I later called these our super–objectives, because they became the two high-level, over-arching objectives for our business. And they were so simple that everyone could easily understand and remember them.
We knew we had delighted the customer when we gave them an experience that exceeded their expectations.
And we actually had measurable performance goals related to how well we delighted the customer.
Insight: When you delight your customers, increased operating profits will follow.
As a by-product of delighting the customers, we achieved our purpose, Customers For Life. That WOW! QIC-Day, I also shared with our people our three priorities for why we exist:
- Grow business in existing markets
- Expand business into compatible niche markets
- Develop and sustain long-term customer relationships
Afterwards, we had open discussions about what these three priorities looked like specifically for our business.
Step 3. Amplify the Awareness
During the meeting, we used two questions to stimulate thinking and discussion about our purpose (Why we exist):
- Can you identify the things that delight (not just satisfy) our customers and achieve our purpose – Customers For Life? (positive thoughts)
- Can you identify the things that turn customers off? (negative thoughts)
I used the following process to engage our people to participate in the facilitation exercise about our purpose:
- I introduced the first of the purpose-related questions from above and asked our people to discuss at their table possible answers to that question.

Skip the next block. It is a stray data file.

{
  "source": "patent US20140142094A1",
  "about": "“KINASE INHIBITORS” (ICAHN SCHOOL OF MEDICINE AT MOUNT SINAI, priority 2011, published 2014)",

- Next, each table used their flip chart to record their ideas and answers in response to the first question.
- Then, one-by-one, each table was asked to share their best idea for that question with the entire group.
Then we repeated the process for the second question. Finally, we all played the Moveopoly board game about our purpose. Each table created their own game cards based on the answers shared as part of the previous exercise. Cards were made using 10 positive thoughts and 10 negative thoughts that our people gave during the facilitation exercise.
Boy, did our people have lots of fun playing Moveopoly and competing against the other table teams for special prizes.
But most of all while they were having “a ball of fun” and using the positive cards and negative cards containing their own thoughts, it completely reinforced how they were going to achieve Customers For Life – our purpose.
In my next blog post, I will talk about the second half of our WOW! QIC-day agenda – and describe how we introduced and reinforced our vision – Where do we want to be?
Do you know why you exist as a person and as an organization? How could you use a similar game-based discovery approach with your people to deeply communicate your message to them?
ABOUT THE AUTHOR:
Bobby Albert is a writer and speaker who builds on themes of leadership in his new book, Principled Profits, Outward Success is an Inside Job that is launching March 2017. Bobby writes and speaks regularly about values-driven leadership and workplace culture. To learn more, visit BobbyAlbert.com.